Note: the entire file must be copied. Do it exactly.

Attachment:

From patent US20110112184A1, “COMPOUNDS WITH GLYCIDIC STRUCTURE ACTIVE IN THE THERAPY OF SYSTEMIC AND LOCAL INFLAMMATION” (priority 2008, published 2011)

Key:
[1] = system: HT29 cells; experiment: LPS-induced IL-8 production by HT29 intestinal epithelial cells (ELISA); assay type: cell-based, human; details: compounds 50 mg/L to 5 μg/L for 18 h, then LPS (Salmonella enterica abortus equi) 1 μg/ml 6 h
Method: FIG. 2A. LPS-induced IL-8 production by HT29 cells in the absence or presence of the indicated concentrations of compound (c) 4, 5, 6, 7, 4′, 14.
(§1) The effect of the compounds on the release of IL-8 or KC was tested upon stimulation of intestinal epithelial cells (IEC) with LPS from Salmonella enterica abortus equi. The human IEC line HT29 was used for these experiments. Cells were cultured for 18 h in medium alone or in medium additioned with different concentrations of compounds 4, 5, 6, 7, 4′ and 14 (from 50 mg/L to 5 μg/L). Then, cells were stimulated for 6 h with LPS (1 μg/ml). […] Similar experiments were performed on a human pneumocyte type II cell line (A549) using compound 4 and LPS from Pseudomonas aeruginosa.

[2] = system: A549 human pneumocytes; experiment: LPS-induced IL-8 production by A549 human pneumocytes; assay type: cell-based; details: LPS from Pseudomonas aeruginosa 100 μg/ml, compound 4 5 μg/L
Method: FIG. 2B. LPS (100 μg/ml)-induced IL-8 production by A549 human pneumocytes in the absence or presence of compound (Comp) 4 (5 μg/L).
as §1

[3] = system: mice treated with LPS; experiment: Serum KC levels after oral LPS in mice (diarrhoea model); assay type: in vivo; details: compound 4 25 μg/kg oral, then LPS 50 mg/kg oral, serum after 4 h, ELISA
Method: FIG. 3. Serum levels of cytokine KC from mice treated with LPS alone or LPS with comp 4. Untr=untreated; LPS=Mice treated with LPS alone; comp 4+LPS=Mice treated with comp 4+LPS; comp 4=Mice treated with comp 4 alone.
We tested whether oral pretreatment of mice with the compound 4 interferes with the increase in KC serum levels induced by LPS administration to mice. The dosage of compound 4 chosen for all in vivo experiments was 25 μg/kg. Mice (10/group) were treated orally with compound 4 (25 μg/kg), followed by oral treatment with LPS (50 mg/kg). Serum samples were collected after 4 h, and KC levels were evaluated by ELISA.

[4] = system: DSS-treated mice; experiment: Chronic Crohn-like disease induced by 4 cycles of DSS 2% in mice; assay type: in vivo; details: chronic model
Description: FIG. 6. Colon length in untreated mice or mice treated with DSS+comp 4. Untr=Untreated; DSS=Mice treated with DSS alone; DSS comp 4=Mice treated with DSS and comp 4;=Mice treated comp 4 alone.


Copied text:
From patent US20110112184A1, “COMPOUNDS WITH GLYCIDIC STRUCTURE ACTIVE IN THE THERAPY OF SYSTEMIC AND LOCAL INFLAMMATION” (priority 2008, published 2011)

Key:
[1] = system: HT29 cells; experiment: LPS-induced IL-8 production by HT29 intestinal epithelial cells (ELISA); assay type: cell-based, human; details: compounds 50 mg/L to 5 μg/L for 18 h, then LPS (Salmonella enterica abortus equi) 1 μg/ml 6 h
Method: FIG. 2A. LPS-induced IL-8 production by HT29 cells in the absence or presence of the indicated concentrations of compound (c) 4, 5, 6, 7, 4′, 14.
(§1) The effect of the compounds on the release of IL-8 or KC was tested upon stimulation of intestinal epithelial cells (IEC) with LPS from Salmonella enterica abortus equi. The human IEC line HT29 was used for these experiments. Cells were cultured for 18 h in medium alone or in medium additioned with different concentrations of compounds 4, 5, 6, 7, 4′ and 14 (from 50 mg/L to 5 μg/L). Then, cells were stimulated for 6 h with LPS (1 μg/ml). […] Similar experiments were performed on a human pneumocyte type II cell line (A549) using compound 4 and LPS from Pseudomonas aeruginosa.

[2] = system: A549 human pneumocytes; experiment: LPS-induced IL-8 production by A549 human pneumocytes; assay type: cell-based; details: LPS from Pseudomonas aeruginosa 100 μg/ml, compound 4 5 μg/L
Method: FIG. 2B. LPS (100 μg/ml)-induced IL-8 production by A549 human pneumocytes in the absence or presence of compound (Comp) 4 (5 μg/L).
as §1

[3] = system: mice treated with LPS; experiment: Serum KC levels after oral LPS in mice (diarrhoea model); assay type: in vivo; details: compound 4 25 μg/kg oral, then LPS 50 mg/kg oral, serum after 4 h, ELISA
Method: FIG. 3. Serum levels of cytokine KC from mice treated with LPS alone or LPS with comp 4. Untr=untreated; LPS=Mice treated with LPS alone; comp 4+LPS=Mice treated with comp 4+LPS; comp 4=Mice treated with comp 4 alone.
We tested whether oral pretreatment of mice with the compound 4 interferes with the increase in KC serum levels induced by LPS administration to mice. The dosage of compound 4 chosen for all in vivo experiments was 25 μg/kg. Mice (10/group) were treated orally with compound 4 (25 μg/kg), followed by oral treatment with LPS (50 mg/kg). Serum samples were collected after 4 h, and KC levels were evaluated by ELISA.

[4] = system: DSS-treated mice; experiment: Chronic Crohn-like disease induced by 4 cycles of DSS 2% in mice; assay type: in vivo; details: chronic model
Description: FIG. 6. Colon length in untreated mice or mice treated with DSS+comp 4. Untr=Untreated; DSS=Mice treated with DSS alone; DSS comp 4=Mice treated with DSS and comp 4;=Mice treated comp 4 alone.